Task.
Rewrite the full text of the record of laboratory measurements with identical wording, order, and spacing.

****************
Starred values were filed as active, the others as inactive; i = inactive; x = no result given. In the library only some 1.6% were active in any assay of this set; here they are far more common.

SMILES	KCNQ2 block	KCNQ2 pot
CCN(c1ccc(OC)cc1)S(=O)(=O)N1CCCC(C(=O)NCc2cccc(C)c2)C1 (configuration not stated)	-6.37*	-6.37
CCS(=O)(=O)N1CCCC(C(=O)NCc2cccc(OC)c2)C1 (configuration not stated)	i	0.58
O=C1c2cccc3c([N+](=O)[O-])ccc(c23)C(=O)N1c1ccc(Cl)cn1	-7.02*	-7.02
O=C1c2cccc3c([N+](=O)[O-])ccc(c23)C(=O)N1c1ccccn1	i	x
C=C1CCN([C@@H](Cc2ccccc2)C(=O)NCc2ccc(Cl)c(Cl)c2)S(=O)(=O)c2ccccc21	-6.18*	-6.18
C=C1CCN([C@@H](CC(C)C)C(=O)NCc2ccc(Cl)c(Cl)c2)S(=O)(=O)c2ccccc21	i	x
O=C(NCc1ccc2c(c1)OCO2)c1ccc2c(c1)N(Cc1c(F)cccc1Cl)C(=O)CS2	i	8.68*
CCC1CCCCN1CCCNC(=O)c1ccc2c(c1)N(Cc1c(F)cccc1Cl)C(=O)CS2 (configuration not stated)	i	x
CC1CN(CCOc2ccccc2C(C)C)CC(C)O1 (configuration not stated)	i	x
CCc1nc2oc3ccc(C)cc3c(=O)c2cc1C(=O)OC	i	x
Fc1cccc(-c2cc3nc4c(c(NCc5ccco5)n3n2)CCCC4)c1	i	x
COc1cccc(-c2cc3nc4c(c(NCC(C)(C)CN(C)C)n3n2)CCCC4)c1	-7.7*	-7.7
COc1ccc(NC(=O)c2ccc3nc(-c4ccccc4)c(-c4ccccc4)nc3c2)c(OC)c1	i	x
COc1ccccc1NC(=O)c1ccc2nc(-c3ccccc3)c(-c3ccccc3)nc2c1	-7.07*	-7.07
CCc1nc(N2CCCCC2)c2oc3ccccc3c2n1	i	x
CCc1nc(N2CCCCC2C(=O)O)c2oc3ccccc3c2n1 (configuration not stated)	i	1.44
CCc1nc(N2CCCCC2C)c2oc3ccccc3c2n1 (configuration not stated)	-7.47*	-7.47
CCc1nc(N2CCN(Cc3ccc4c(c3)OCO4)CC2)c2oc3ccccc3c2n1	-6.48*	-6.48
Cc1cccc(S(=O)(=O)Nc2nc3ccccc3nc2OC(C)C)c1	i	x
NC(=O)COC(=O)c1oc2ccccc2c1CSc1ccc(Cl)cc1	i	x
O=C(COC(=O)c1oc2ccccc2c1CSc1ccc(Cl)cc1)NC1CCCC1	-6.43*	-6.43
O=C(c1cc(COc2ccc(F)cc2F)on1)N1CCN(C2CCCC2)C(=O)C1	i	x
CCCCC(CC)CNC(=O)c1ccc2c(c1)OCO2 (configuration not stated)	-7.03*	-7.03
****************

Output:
Starred values were filed as active, the others as inactive; i = inactive; x = no result given. In the library only some 1.6% were active in any assay of this set; here they are far more common.

SMILES	KCNQ2 block	KCNQ2 pot
CCN(c1ccc(OC)cc1)S(=O)(=O)N1CCCC(C(=O)NCc2cccc(C)c2)C1 (configuration not stated)	-6.37*	-6.37
CCS(=O)(=O)N1CCCC(C(=O)NCc2cccc(OC)c2)C1 (configuration not stated)	i	0.58
O=C1c2cccc3c([N+](=O)[O-])ccc(c23)C(=O)N1c1ccc(Cl)cn1	-7.02*	-7.02
O=C1c2cccc3c([N+](=O)[O-])ccc(c23)C(=O)N1c1ccccn1	i	x
C=C1CCN([C@@H](Cc2ccccc2)C(=O)NCc2ccc(Cl)c(Cl)c2)S(=O)(=O)c2ccccc21	-6.18*	-6.18
C=C1CCN([C@@H](CC(C)C)C(=O)NCc2ccc(Cl)c(Cl)c2)S(=O)(=O)c2ccccc21	i	x
O=C(NCc1ccc2c(c1)OCO2)c1ccc2c(c1)N(Cc1c(F)cccc1Cl)C(=O)CS2	i	8.68*
CCC1CCCCN1CCCNC(=O)c1ccc2c(c1)N(Cc1c(F)cccc1Cl)C(=O)CS2 (configuration not stated)	i	x
CC1CN(CCOc2ccccc2C(C)C)CC(C)O1 (configuration not stated)	i	x
CCc1nc2oc3ccc(C)cc3c(=O)c2cc1C(=O)OC	i	x
Fc1cccc(-c2cc3nc4c(c(NCc5ccco5)n3n2)CCCC4)c1	i	x
COc1cccc(-c2cc3nc4c(c(NCC(C)(C)CN(C)C)n3n2)CCCC4)c1	-7.7*	-7.7
COc1ccc(NC(=O)c2ccc3nc(-c4ccccc4)c(-c4ccccc4)nc3c2)c(OC)c1	i	x
COc1ccccc1NC(=O)c1ccc2nc(-c3ccccc3)c(-c3ccccc3)nc2c1	-7.07*	-7.07
CCc1nc(N2CCCCC2)c2oc3ccccc3c2n1	i	x
CCc1nc(N2CCCCC2C(=O)O)c2oc3ccccc3c2n1 (configuration not stated)	i	1.44
CCc1nc(N2CCCCC2C)c2oc3ccccc3c2n1 (configuration not stated)	-7.47*	-7.47
CCc1nc(N2CCN(Cc3ccc4c(c3)OCO4)CC2)c2oc3ccccc3c2n1	-6.48*	-6.48
Cc1cccc(S(=O)(=O)Nc2nc3ccccc3nc2OC(C)C)c1	i	x
NC(=O)COC(=O)c1oc2ccccc2c1CSc1ccc(Cl)cc1	i	x
O=C(COC(=O)c1oc2ccccc2c1CSc1ccc(Cl)cc1)NC1CCCC1	-6.43*	-6.43
O=C(c1cc(COc2ccc(F)cc2F)on1)N1CCN(C2CCCC2)C(=O)C1	i	x
CCCCC(CC)CNC(=O)c1ccc2c(c1)OCO2 (configuration not stated)	-7.03*	-7.03